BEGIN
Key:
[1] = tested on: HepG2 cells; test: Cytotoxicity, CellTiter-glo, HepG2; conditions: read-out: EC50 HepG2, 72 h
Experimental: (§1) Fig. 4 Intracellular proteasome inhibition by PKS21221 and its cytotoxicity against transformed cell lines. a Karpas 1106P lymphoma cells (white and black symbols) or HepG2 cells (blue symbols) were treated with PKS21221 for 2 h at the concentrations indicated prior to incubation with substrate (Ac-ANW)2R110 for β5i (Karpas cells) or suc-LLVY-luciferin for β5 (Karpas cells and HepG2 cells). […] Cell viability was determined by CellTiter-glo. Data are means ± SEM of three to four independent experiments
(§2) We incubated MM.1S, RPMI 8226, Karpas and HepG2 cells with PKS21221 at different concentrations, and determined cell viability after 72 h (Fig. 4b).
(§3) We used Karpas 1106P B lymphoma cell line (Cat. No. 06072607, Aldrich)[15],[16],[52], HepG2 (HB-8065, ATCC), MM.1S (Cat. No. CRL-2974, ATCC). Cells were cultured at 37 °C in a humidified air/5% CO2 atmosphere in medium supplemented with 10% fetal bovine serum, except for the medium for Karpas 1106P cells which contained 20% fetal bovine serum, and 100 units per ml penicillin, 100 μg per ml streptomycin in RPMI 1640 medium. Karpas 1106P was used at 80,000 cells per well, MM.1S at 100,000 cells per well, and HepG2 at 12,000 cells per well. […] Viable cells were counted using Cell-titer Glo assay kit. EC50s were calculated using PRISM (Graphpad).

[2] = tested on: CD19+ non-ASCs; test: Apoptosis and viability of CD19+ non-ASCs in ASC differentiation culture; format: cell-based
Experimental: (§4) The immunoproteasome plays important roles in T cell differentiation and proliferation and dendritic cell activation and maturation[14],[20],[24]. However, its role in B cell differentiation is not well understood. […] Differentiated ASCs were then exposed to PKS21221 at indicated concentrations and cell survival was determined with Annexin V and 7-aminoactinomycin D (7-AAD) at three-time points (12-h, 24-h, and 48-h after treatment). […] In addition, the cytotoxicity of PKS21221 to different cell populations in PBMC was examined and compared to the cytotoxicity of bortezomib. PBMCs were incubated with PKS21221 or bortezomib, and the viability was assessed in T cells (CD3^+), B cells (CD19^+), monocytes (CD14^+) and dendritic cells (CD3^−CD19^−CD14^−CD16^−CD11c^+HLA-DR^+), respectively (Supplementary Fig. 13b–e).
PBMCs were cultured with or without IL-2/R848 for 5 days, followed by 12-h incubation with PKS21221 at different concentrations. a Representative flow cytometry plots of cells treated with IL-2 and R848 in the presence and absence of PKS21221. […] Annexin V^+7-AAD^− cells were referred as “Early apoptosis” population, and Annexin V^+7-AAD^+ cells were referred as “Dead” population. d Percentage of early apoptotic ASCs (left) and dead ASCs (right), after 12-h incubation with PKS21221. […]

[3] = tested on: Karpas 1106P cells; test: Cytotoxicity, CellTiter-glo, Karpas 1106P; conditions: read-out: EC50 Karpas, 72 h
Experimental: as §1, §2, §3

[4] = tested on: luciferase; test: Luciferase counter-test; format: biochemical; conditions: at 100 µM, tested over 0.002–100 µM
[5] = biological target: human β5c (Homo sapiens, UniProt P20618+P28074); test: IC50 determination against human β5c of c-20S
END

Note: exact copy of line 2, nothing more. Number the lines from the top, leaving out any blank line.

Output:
[1] = tested on: HepG2 cells; test: Cytotoxicity, CellTiter-glo, HepG2; conditions: read-out: EC50 HepG2, 72 h